Well, one thing I learned for sure is that I have to pay more attention to the world of statisticians who aggregate polls if I want to follow polls at all. This most recent time around I relied on a subjective method of looking at RCP averages and intrade and discounting them by a subjective factor based on how likely I thought it was that the state polls might be systematically biased. By the time Sandy had passed I had reached a subjective probability of 60/40 Obama/Romney, still pretty good odds for Mitt, but I think it's clear now, and not just as a matter of hindsight bias, that Romney's chances were far less than that going in. Knowing that could have saved me some disappointment.
Since I'm hardly a statistician, I relied on the judgments of people I regarded as pretty wise in these things and they were telling me that the state poll aggregators and the prediction markets needed to be treated with great caution, that they were assuming an implausibly high turnout for the O-man. It turns out the state polls were right on, at least in the matter of relative turn out of demographic groups, but it remains unclear, to me at least, if they turned out to be right for the reasons they thought they would be in the first place.
I'm not sure how someone like me, a news junkie but not a math person, is supposed to have known that Gallup and Rasmussen would end up with egg on their faces, while PPP and Marist, which have pretty poor reputations, especially PPP, would end up looking good. I still don't know, but would like to, if there was some methodological difference that explains why one succeeded and the other failed -- I know they had different turnout models, but my question is, do they have different models that produced different turnout expectations, or do they just make judgment calls on, for example, what percentage of the turnout will be white or black, based on historical data or something? A naive question probably. But not one I saw explained in political presses. Some of this information seems proprietary and pollsters reluctant to talk about it.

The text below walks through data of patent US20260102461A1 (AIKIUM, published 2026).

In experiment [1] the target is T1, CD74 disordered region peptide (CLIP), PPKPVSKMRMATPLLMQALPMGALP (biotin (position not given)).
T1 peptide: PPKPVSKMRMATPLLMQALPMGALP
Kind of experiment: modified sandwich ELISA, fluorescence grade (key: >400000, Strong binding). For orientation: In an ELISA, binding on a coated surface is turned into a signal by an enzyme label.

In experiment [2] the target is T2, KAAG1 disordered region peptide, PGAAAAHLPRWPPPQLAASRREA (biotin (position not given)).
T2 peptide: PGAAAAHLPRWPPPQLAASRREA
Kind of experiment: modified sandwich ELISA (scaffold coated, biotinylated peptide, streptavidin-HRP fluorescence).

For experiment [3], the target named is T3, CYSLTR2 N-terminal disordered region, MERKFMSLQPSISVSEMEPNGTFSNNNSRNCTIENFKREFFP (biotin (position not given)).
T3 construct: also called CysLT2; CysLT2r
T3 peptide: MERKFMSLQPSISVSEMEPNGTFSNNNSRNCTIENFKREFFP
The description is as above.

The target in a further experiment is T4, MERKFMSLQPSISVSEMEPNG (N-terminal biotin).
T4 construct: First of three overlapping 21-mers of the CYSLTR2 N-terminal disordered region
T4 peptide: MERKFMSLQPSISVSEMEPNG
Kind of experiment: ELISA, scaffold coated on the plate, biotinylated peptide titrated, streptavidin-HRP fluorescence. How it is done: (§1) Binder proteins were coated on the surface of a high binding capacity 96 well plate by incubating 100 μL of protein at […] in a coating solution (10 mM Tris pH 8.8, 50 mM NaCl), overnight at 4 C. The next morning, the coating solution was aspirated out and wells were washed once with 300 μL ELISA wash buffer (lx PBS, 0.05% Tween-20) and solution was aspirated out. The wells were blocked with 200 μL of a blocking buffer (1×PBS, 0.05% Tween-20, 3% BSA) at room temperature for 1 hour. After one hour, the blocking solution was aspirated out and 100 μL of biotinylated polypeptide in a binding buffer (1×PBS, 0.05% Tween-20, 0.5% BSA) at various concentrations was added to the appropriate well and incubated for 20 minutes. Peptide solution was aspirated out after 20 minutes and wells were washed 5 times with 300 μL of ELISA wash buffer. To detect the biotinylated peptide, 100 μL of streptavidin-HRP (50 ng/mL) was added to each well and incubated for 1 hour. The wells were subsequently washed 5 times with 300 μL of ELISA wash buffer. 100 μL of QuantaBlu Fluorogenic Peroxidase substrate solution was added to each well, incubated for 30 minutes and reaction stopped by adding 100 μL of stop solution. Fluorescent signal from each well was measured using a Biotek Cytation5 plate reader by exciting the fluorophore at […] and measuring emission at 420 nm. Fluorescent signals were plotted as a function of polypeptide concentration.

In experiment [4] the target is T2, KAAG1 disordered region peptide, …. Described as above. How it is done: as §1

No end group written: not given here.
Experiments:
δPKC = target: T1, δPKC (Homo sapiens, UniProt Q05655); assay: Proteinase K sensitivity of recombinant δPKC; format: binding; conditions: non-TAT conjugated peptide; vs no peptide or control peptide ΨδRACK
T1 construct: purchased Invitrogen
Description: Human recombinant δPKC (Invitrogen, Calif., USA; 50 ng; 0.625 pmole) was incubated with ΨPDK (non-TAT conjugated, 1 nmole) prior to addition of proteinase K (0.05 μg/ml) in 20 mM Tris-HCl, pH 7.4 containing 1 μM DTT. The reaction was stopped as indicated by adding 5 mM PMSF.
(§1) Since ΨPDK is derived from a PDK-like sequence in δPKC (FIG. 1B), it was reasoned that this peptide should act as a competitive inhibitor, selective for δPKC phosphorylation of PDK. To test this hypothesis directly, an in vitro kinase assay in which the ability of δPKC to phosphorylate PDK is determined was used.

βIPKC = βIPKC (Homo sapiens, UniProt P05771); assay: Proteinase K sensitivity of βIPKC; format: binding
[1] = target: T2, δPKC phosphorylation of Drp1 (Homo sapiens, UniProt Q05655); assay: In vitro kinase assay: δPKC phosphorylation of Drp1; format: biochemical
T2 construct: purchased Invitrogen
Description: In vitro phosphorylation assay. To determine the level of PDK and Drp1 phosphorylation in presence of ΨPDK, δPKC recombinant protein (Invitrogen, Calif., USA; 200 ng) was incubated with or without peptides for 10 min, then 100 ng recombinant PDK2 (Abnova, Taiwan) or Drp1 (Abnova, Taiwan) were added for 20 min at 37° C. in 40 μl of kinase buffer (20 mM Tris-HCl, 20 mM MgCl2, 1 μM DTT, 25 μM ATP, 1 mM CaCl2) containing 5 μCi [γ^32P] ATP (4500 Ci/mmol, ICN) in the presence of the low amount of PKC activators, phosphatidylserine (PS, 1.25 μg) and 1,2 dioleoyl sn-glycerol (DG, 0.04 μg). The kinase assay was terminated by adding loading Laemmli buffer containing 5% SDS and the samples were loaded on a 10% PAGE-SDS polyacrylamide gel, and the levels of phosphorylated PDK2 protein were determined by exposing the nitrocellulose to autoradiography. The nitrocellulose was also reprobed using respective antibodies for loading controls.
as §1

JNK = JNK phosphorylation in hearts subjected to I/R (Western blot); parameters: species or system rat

The big winners in my book are the modellers and prediction markets. Of course, we can't know I guess, but I wonder who was closer to being right, the prediction markets or the modellers, over the course of the campaign. Intrade was generally a little more bullish on Mitt than Nate Silver, for example. Did the market know something that Silver didn't? I like to think it did.
It's good news, in a way. I want powerful tools to understand what is going on around me. The GOP better have figured out that it needs to move into a new age, well beyond Karl Rove and his little whiteboard. I watched that whole debacle for him on Fox live. It was pretty sad, though I could watch Megyn Kelly all day. You did get the sense of an era closing, with the geeks in the back room poning the wise, old insider. The GOP needs to get its geek on. Old school doesn't cut it any more.